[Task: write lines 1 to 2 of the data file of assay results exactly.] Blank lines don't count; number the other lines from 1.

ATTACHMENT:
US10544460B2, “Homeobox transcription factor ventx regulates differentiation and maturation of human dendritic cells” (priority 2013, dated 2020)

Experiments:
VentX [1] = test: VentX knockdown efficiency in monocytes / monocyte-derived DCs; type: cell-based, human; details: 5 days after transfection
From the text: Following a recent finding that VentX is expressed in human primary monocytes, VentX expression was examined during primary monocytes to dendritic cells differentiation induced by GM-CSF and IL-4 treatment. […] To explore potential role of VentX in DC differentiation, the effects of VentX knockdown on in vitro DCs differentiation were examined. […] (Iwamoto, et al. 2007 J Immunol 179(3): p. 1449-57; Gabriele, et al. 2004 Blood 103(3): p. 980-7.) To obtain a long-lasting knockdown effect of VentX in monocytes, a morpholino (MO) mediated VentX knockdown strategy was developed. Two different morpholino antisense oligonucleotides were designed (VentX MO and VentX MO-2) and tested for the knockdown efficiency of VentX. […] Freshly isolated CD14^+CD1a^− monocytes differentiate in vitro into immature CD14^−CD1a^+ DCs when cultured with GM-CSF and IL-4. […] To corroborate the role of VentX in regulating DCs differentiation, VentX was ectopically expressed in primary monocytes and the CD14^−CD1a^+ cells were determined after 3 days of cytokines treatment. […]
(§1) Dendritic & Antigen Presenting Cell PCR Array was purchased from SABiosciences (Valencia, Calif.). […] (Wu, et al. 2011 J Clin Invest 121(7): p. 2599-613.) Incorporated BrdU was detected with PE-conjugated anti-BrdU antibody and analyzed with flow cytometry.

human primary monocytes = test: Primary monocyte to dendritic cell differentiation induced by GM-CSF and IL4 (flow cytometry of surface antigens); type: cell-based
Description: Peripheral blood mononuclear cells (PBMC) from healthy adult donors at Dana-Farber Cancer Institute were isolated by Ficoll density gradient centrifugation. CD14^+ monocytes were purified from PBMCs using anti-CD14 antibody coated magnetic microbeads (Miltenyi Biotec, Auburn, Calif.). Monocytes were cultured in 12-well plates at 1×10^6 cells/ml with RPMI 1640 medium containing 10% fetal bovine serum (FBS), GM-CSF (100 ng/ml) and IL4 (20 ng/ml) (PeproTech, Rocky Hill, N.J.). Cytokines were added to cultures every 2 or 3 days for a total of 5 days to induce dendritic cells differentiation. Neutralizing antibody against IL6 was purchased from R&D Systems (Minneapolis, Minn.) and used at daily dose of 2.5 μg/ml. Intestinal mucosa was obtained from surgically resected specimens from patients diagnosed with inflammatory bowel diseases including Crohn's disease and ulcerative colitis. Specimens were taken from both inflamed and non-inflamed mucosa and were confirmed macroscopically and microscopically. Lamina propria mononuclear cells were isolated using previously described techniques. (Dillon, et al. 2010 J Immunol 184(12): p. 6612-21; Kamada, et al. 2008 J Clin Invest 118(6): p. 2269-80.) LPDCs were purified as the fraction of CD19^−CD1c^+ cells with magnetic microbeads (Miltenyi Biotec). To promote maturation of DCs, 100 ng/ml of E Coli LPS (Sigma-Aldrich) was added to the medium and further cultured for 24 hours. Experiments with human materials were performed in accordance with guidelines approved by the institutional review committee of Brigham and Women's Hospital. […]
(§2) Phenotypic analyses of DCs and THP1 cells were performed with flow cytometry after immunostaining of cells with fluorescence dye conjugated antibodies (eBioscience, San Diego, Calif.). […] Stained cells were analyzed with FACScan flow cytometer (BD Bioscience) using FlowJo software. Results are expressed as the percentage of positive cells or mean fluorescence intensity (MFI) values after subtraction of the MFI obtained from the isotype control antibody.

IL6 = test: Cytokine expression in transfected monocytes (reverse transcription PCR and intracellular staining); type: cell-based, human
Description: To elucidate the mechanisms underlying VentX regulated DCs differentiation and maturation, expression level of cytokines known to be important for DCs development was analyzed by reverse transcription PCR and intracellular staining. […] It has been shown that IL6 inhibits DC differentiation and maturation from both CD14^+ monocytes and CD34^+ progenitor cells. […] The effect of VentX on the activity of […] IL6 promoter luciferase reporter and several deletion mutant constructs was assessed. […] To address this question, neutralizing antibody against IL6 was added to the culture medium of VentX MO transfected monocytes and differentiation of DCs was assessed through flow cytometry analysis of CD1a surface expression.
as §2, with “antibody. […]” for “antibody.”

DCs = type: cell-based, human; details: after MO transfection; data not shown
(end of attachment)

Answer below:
US10544460B2, “Homeobox transcription factor ventx regulates differentiation and maturation of human dendritic cells” (priority 2013, dated 2020)

Experiments: